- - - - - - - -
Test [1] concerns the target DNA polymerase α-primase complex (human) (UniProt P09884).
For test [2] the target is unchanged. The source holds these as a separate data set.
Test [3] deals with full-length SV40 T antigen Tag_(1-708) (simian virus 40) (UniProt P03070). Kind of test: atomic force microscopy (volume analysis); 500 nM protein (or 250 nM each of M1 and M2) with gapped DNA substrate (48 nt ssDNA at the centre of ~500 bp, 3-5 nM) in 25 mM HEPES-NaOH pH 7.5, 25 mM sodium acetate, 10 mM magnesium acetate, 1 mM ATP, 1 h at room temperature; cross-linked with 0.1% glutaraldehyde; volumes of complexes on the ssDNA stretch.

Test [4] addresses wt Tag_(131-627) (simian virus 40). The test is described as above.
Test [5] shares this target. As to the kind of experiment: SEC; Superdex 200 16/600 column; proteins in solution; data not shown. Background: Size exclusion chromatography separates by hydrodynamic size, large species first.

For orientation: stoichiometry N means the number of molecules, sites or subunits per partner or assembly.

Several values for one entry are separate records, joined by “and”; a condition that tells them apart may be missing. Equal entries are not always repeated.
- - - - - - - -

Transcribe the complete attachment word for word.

Test [1] concerns the target DNA polymerase α-primase complex (human) (UniProt P09884).
For test [2] the target is unchanged. The source holds these as a separate data set.
Test [3] deals with full-length SV40 T antigen Tag_(1-708) (simian virus 40) (UniProt P03070). Kind of test: atomic force microscopy (volume analysis); 500 nM protein (or 250 nM each of M1 and M2) with gapped DNA substrate (48 nt ssDNA at the centre of ~500 bp, 3-5 nM) in 25 mM HEPES-NaOH pH 7.5, 25 mM sodium acetate, 10 mM magnesium acetate, 1 mM ATP, 1 h at room temperature; cross-linked with 0.1% glutaraldehyde; volumes of complexes on the ssDNA stretch.

Test [4] addresses wt Tag_(131-627) (simian virus 40). The test is described as above.
Test [5] shares this target. As to the kind of experiment: SEC; Superdex 200 16/600 column; proteins in solution; data not shown. Background: Size exclusion chromatography separates by hydrodynamic size, large species first.

For orientation: stoichiometry N means the number of molecules, sites or subunits per partner or assembly.

Several values for one entry are separate records, joined by “and”; a condition that tells them apart may be missing. Equal entries are not always repeated.